Syrian security forces have reportedly killed at least 17 protesters as hundreds of thousands flooded the streets across the country in the largest anti-government demonstrations since the uprising began more than four months ago.
In a significant show of the uprising's strength, thousands of protesters turned out in the capital Damascus, the seat of the regime's power, which has been relatively quiet so far.
The crowds also took to the streets in areas where the government crackdown has been most intense, a sign that president Bashar Assad's forces cannot smother the increasingly defiant uprising.
The protests stretched from Damascus and its suburbs to Hasakeh and Idlib provinces in the north, Daraa in the south and Latakia on the coast. Thousands converged on the flashpoint cities of Homs and Hama in central Syria, among other areas across the nation of 22 million.
US Secretary of State Hillary Clinton said that Assad "has lost his legitimacy in the eyes of his people" because of the crackdown.
While stressing the Syrian people should decide their own future, Ms Clinton added: "I think we all share the same opinion that what we are seeing from the Assad regime is a barrage of words, false promises and accusations is not being translated into any path forward for the Syrian people."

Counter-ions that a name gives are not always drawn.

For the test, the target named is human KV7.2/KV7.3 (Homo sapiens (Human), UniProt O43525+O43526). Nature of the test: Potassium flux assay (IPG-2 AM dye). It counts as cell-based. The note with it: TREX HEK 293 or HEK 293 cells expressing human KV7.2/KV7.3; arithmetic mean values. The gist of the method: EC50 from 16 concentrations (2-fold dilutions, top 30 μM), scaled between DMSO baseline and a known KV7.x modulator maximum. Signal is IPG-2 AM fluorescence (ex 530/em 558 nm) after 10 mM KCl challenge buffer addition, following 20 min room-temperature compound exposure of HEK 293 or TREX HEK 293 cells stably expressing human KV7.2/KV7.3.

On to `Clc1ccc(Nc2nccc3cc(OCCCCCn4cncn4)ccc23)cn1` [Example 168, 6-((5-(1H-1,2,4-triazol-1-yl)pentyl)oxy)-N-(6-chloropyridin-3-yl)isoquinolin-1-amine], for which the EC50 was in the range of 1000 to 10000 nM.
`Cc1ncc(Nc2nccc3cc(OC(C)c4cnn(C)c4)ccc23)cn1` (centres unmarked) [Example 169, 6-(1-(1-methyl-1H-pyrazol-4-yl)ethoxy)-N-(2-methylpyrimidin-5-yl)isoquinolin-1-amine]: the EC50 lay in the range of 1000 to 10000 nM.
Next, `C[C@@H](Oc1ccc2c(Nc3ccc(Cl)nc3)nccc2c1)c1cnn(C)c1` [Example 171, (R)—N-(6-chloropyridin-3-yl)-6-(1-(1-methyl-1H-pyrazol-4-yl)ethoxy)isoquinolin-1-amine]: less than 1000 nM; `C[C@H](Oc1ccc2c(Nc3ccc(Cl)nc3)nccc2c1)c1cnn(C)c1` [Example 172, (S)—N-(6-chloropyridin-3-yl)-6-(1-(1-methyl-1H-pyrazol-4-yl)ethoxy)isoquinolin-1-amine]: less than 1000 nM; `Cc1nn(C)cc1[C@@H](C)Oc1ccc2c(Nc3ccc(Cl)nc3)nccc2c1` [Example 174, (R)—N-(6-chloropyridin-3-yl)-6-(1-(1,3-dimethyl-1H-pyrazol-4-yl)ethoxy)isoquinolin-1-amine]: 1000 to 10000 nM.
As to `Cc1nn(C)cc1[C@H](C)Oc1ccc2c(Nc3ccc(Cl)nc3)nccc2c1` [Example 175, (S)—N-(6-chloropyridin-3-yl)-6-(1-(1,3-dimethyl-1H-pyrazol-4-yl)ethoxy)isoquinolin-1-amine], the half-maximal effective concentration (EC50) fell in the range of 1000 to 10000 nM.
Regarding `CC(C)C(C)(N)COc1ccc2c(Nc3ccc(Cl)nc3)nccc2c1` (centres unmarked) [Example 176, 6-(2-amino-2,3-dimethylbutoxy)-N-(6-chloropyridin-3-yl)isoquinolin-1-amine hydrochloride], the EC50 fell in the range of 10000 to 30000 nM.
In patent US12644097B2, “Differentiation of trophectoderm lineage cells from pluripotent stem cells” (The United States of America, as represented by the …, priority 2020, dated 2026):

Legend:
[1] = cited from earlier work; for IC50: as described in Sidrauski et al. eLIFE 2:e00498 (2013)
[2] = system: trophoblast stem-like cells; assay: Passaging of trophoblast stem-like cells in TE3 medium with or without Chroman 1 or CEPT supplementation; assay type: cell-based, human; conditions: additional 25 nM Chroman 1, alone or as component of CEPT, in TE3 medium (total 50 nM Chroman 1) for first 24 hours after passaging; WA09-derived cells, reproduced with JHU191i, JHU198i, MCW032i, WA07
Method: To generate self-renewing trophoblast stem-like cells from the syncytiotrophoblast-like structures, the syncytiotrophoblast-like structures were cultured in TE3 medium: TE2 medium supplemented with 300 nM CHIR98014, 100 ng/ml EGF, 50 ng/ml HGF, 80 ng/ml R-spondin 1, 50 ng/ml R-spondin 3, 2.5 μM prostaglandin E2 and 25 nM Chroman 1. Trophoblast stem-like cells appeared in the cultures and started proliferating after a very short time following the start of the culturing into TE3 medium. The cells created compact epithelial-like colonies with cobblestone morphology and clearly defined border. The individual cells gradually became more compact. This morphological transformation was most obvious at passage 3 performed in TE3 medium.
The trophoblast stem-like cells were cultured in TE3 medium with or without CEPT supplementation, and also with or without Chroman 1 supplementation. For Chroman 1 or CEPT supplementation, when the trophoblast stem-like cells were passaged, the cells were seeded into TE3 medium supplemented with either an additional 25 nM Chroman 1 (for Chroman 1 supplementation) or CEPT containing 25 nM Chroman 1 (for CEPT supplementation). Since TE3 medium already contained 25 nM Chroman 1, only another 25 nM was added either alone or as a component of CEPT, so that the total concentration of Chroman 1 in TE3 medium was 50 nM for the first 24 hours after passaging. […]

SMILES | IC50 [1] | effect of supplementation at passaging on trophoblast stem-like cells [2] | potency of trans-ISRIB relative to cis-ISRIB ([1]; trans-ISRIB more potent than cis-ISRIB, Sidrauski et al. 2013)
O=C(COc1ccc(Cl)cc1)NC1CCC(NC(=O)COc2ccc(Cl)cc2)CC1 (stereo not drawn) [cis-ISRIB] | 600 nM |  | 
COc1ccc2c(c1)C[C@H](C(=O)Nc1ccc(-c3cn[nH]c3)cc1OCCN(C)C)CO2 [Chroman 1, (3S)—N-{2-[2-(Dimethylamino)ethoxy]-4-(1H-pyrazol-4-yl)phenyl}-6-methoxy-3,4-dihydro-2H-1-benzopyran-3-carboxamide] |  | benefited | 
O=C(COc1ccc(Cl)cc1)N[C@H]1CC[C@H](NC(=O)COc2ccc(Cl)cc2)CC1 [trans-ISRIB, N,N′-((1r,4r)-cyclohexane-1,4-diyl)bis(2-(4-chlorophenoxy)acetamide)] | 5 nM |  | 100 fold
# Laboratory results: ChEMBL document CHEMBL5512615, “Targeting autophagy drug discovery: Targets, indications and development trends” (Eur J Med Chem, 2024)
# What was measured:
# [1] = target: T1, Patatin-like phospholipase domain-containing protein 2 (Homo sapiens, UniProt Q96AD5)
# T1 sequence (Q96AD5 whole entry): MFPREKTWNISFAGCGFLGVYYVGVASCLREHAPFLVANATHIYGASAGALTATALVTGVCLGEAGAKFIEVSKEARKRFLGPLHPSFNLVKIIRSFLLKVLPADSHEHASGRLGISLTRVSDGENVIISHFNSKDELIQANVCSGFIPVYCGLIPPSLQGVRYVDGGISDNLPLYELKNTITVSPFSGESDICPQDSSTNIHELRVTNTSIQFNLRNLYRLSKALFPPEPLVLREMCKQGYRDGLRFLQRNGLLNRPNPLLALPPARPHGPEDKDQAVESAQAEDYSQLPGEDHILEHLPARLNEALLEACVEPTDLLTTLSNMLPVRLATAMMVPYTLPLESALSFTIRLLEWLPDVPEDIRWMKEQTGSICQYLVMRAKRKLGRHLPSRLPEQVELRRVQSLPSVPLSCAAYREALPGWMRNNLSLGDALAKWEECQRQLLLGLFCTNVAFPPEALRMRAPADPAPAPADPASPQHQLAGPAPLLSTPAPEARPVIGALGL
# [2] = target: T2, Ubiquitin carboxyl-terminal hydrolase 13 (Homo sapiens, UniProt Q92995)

The reported casualties included nine people in Damascus, two in the Damascus suburb of Douma, three in the north-western city of Idlib, one in the central city of Homs and two in Daraa in the south, according to local co-ordinating committees, which have a network of sources on the ground.
Activists say the government crackdown on dissent has killed some 1,600 people, most of them unarmed protesters. The government disputes the toll and blames the bloodshed on gangs and a foreign conspiracy to sow sectarian strife in Syria.
State-run Syrian TV said gunmen opened fire at demonstrators and security forces, killing a civilian in Idlib, another in the Damascus neighbourhood of Qaboun and a police officer in Homs. The report added that eight policemen were wounded in Homs as well.
Syria has banned most foreign media and placed tight restrictions on reporters, making it difficult to independently confirm accounts out of Syria.